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Uncertainty, complexity and concepts of good science in climate change modelling: Are GCMs the best tools?

TitleUncertainty, complexity and concepts of good science in climate change modelling: Are GCMs the best tools?
Publication TypeManual Entry
Year of Publication1998
AuthorsShackley, S., P. Young, S. Parkinson, and B. Wynne
Climatic Change

In this paper we explore the dominant position of a particular style of scientific modelling in the provision of policy-relevant scientific knowledge on future climate change. We describe how the apical position of General Circulation Models (GCMs) appears to follow 'logically' both from conventional understandings of scientific representation and the use of knowledge, so acquired, in decision-making. We argue, however, that both of these particular understandings are contestable. In addition to questioning their current policy-usefulness, we draw upon existing analyses of GCMs which discuss model trade-offs, errors, and the effects of parameterisations, to raise questions about the validity of the conception of complexity in conventional accounts. An alternative approach to modelling, incorporating concepts of uncertainty, is discussed, and an illustrative example given for the case of the global carbon cycle. In then addressing the question of how GCMs have come to occupy their dominant position, we argue that the development of global climate change science and global environmental 'management' frameworks occurs concurrently and in a mutually supportive fashion, so uniting GCMs and environmental policy developments in certain industrialised nations and international organisations. The more basic questions about what kinds of commitments to theories of knowledge underpin different models of 'complexity' as a normative principle of 'good science' are concealed in this mutual reinforcement. Additionally, a rather technocratic policy orientation to climate change may be supported by such science, even though it involves political choices which deserve to be more widely debated.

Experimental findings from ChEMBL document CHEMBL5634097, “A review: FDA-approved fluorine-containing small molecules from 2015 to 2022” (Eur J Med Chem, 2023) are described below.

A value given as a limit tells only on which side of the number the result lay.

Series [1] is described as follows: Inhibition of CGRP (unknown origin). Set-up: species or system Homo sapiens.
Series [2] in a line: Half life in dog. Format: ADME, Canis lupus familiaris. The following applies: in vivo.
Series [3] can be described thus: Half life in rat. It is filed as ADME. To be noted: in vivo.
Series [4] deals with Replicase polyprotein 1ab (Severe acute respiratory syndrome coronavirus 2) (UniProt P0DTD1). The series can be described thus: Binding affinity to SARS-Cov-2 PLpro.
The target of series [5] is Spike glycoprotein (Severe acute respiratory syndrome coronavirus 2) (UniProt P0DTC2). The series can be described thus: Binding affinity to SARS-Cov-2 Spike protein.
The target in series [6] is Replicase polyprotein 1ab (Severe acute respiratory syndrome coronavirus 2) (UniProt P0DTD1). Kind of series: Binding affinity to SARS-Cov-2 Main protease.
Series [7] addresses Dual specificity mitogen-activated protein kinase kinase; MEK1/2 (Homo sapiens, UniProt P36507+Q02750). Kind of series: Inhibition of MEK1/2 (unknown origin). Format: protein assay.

Citation Key121
Community Notes

Shackley et al. bring forth a very detailed critique of GCMs and discuss their usefulness in climate change planning.  GCMs represent the best available science based on the human perception of the physical mechanisms of the earth system, but GCMs are deterministic and do not capture the inherent uncertainties associated with them.  Climate model rankings are presented to show the wide range of available models for studying climate.  For example, one-dimensional radiative-convective models may have more sophisticated handling of radiation compared to a GCM.  Atmospheric GCMs (AGCMs) coupled to 3-D dynamical ocean models (OGCMs), together with models of land surface vegtation and sea-ice represent the “state of the art” in scientific research.  Although GCMs are at the top of the climate-modelling pyramid, there is great uncertainty in what they produce.  These uncertainties arise in part from the parameterizations used in the models.  “It should be recalled that, even if the theoretical equations of the GCM were able to provide exact descriptions of the global climate, … the numerical solution of these equations in the computer would still be approximate since an accurate, analytic solution of the equations is not possible”.  Shackley et al. investigate the use of a stochastic model and produced estimates of uncertainty that were significantly greater than those by deterministic models.  The result is that many climate researchers are not considering these significant sources of uncertainty.  They do acknowledge limitations to the stochastic approach.  This article presents a perspective of GCMs which is not commonly addressed.  They discuss the positives and negatives of simple versus complex GCMs as well as introducing the idea of stochastic climate models.  They support alternative forms of climate modeling that incorporate concepts of uncertainty.